Zach Lovering, project executive of A3's Vahana eVTOL, seems enthusiastic about the agency's course, "While it's true that historically the FAA has been slow to adopt new technologies, recent work being performed across many divisions of the FAA marks a significant shift in their approach. Not only is the FAA working to modernize the small aircraft certification process, but they are also working to integrate unmanned vehicles into our airspace."
But even if the air taxis can fly and the FAA is ready to add them to US airspace there's still one big hurdle that technology might not be able to tackle: The people living near the hubs.
The biggest issue will be sound. There's a reason houses near the airport are cheaper. That said, the creators of these aircraft insist that they won't be any louder than nearby roads. "Our design goal is really to be able to take off and blend in with road traffic that are 70-75 decibels," said Siegel. That's possible thanks to the electric motors that'll be powering the rotors on the craft.
After the initial vertical take, the craft will fly forward like a plane and be even quieter. But potential neighbors will probably want to see a demonstration before they're cool with a tiny airport in their hood.
Additionally, who will be the first customers? Taking a new type of car across town is one thing, flying in a new type of craft might take a while to catch on. Plus, there's a good chance that it's going to be way pricier than driving. In addition to the aircraft, you need a hub with landing spots, chargers, buildings and staff to act as local traffic control, customer service and maintenance. So initially it'll be confined to executives, Fyre Festival trust fund kids and lottery winners.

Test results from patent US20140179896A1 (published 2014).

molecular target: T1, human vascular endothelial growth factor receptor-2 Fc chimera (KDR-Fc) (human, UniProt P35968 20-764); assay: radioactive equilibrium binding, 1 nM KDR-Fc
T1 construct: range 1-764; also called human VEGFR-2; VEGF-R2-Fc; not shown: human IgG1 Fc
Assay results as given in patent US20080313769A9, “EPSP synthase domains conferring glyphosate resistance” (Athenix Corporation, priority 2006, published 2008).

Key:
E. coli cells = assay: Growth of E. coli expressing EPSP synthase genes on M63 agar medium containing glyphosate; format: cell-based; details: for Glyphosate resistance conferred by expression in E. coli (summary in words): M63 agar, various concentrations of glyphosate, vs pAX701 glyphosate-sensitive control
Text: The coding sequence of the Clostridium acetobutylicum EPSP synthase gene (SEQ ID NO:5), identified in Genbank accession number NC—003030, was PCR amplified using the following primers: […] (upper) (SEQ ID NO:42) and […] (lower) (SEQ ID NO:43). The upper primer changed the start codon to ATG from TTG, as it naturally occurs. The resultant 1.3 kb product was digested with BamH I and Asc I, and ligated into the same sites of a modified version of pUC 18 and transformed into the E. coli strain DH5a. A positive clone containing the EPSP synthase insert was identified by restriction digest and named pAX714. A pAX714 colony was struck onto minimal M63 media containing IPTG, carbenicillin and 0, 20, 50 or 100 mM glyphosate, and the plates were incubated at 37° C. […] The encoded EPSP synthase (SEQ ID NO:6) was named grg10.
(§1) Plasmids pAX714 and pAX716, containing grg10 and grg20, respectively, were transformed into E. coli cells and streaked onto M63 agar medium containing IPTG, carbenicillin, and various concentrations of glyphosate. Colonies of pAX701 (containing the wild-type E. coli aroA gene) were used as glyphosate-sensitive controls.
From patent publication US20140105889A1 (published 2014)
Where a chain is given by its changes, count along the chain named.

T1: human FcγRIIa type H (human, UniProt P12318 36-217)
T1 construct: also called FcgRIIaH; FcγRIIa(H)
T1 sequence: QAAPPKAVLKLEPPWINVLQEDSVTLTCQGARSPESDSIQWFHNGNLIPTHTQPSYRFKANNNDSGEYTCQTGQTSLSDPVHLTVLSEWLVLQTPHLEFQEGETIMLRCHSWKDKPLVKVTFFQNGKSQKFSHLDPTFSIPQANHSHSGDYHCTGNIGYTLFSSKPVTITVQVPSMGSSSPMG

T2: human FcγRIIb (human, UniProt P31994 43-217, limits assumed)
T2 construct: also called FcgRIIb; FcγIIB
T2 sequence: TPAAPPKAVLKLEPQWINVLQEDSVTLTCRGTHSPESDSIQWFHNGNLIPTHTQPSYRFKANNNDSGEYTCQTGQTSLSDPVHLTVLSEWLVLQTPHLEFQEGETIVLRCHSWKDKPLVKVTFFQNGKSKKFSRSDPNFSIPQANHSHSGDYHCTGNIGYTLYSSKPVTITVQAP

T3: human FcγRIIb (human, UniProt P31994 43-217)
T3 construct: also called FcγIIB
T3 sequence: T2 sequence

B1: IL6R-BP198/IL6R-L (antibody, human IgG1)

But eventually, the rest of us would be able to ride across the town when we're in a huge hurry. Although for some, their first trip will likely be because of an emergency. These eVTOLs would make great ambulances in a congested urban area. However they're used and how soon the rest of us will be able to fly in one without a pilot is just a matter of getting full-size craft in the air which should happen in the next three to five years. Maybe sooner.
I'm sorry, you're not getting a flying car, but if your grandchildren are lucky they might get something that flies to get them around town. "We think it's kind of funny when people call us a flying car — if Vahana is a flying car then so is a helicopter!" Lovering told Engadget. Siegel concurs, "If we can get away from [the phrase] 'flying car' that would be wonderful."
So let's keep the cars on the ground. Because the sky belongs to something else.